Tesla Unionizer Returns Fire After Elon Musk 'Trashes' HimBy
Worker says he’s getting support from the United Auto Workers
Musk calls post ‘morally outrageous’ in messages to Gizmodo
Jose Moran commutes more than an hour from California’s Central Valley to Tesla Inc.’s Fremont factory every morning for a shift that usually starts around 5:25 a.m. and ends in the late afternoon. His Thursday was anything but typical.
The 43-year-old father of two started the day passing around copies of his post on the publishing service Medium, which called for forming a union at Tesla’s lone auto assembly plant. By the evening, Chief Executive Officer Elon Musk was criticizing Moran and the United Auto Workers in Twitter messages with a tech blog.
Moran alleged challenging working conditions and organizational issues within a factory under the microscope like never before. The plant is preparing to make the Model 3, Tesla’s first affordable electric car and the linchpin of Musk’s ambitions to reach the mainstream auto market. The CEO went on the defensive Thursday, writing in direct messages to Gizmodo that Moran may have been paid by the UAW to push for a union at Fremont.
“I’ve been a loyal employee of Tesla for 4 1/2 years, sometimes working six days a week, 12 hours a day,” Moran, a production associate on Body Line 1 within the factory, said in a phone interview. “I’m not an employee of the UAW, but we get support from the UAW. For Musk to try to trash me down like that -- it’s too bad.”
Tesla has flagged to investors for years the risk of higher costs and work stoppages that could arise if a union organizes the Fremont plant. The Palo Alto, California-based company employs more than 5,000 workers at the factory.
“He doesn’t really work for us, he works for the UAW,” Musk said of Moran in direct messages on Twitter to Gizmodo. “Frankly, I find this attack to be morally outrageous. Tesla is the last car company left in California, because costs are so high.”
The UAW, which represents workers at General Motors Co., Ford Motor Co. and Fiat Chrysler Automobiles NV factories across the U.S., said Musk’s assertion that Moran was on the union’s payroll was “fake news.”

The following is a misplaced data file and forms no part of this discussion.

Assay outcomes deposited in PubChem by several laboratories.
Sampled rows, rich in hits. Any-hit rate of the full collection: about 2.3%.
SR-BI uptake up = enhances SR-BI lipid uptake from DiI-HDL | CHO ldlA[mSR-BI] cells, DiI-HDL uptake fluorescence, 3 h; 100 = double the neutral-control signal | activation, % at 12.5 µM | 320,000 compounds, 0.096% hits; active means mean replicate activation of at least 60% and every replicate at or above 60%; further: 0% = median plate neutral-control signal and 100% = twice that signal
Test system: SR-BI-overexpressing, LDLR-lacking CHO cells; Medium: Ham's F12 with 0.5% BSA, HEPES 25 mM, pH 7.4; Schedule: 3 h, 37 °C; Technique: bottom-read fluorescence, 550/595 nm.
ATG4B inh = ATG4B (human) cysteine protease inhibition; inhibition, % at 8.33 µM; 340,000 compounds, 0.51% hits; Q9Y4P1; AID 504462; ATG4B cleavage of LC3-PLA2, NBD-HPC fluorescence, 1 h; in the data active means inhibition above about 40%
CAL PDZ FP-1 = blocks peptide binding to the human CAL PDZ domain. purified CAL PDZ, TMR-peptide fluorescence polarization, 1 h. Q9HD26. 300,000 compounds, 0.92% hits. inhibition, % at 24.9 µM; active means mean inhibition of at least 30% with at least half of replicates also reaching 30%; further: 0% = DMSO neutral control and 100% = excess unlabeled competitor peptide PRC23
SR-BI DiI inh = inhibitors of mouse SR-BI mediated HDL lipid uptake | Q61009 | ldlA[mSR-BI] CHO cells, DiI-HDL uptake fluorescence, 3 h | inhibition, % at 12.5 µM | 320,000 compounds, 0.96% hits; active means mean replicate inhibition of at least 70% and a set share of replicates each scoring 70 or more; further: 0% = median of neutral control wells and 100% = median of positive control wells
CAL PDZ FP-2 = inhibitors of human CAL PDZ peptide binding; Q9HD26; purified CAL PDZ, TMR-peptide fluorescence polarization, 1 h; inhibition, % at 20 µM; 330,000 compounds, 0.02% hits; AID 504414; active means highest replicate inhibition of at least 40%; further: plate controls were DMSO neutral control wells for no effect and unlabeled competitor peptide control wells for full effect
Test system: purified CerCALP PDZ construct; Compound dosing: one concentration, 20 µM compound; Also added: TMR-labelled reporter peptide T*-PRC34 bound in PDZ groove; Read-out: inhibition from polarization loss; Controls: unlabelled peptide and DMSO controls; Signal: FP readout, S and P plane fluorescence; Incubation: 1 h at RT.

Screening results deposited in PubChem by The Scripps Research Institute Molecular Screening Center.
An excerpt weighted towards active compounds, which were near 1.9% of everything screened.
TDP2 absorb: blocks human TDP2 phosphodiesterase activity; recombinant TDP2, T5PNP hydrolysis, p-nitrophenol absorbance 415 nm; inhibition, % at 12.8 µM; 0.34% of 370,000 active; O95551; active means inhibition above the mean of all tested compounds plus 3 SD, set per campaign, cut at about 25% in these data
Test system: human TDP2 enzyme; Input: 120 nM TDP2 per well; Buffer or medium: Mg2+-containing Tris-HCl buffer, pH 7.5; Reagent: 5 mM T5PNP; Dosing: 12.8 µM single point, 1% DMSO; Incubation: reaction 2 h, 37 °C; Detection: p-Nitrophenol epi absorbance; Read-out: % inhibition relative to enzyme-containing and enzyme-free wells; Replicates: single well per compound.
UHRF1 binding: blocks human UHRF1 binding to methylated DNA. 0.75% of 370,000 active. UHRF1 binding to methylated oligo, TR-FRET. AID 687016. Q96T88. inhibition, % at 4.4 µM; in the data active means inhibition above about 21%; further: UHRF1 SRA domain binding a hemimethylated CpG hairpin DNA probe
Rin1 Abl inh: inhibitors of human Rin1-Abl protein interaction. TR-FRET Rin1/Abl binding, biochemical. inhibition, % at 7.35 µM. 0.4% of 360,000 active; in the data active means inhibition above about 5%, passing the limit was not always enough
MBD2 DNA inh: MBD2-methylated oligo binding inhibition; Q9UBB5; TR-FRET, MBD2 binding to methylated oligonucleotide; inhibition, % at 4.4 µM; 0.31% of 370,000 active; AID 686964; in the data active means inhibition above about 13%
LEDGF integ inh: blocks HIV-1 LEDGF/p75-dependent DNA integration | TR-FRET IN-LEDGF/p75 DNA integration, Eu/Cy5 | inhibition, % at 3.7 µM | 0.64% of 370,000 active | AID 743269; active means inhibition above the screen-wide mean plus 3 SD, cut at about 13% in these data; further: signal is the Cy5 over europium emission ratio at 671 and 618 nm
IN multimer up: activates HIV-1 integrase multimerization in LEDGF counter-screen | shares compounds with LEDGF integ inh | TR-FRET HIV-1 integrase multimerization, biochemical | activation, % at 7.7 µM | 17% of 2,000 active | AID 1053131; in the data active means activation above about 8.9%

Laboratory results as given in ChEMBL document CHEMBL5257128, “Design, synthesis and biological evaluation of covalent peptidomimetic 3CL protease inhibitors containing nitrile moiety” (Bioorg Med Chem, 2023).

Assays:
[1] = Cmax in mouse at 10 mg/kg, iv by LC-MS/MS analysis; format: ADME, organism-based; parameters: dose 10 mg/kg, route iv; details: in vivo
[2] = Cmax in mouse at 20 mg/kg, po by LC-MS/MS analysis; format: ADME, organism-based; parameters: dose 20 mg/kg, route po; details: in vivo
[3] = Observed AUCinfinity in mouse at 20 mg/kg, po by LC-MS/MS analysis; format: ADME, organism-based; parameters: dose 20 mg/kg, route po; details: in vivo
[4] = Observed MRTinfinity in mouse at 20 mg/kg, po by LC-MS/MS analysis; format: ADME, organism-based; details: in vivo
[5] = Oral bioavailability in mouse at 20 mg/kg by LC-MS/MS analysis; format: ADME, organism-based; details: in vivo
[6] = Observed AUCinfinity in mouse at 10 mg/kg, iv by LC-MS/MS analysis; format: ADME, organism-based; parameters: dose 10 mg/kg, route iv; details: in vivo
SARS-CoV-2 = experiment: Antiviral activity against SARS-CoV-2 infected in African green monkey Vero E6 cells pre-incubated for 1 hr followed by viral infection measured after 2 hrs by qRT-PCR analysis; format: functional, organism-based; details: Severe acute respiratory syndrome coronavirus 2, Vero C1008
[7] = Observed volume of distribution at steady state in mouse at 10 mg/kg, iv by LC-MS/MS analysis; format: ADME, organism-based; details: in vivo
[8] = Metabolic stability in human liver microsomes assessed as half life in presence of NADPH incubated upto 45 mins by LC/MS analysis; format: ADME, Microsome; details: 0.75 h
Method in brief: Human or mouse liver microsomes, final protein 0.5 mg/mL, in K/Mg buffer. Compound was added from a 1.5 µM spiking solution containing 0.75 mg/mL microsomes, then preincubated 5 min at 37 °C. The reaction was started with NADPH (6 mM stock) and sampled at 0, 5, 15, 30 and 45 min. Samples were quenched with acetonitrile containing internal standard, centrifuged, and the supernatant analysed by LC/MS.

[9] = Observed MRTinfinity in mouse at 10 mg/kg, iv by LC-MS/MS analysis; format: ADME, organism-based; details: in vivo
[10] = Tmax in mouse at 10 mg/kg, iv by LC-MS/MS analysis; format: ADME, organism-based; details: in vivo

“Mr. Moran is not and has not been paid by the UAW,” the union said in a statement. The UAW said it hopes Tesla apologizes to Moran and confirmed he and others at Tesla have approached the union. “We welcome them with open arms,” the UAW said.
The UAW has largely failed to organize Japanese, German or Korean auto plants in the U.S. The union used to represent workers at the Fremont factory when then-General Motors Corp. and Toyota Motor Corp. occupied the facility through a joint venture. Moran said he worked at the plant under Toyota and GM in the 1990s.
Moran wrote in his post that Tesla pays production workers between $17 and $21 an hour on average, less than the living wage necessary for the high-cost Bay Area. He also cited problems with production including machinery that’s hard on employees’ bodies to operate.
“The issues go much deeper than just fair pay,” he wrote. “Injuries, poor morale, unfair promotions, high turnover, and other issues aren’t just bad for workers -- they also impact the quality and speed of production. They can’t be resolved without workers having a voice and being included in the process.”
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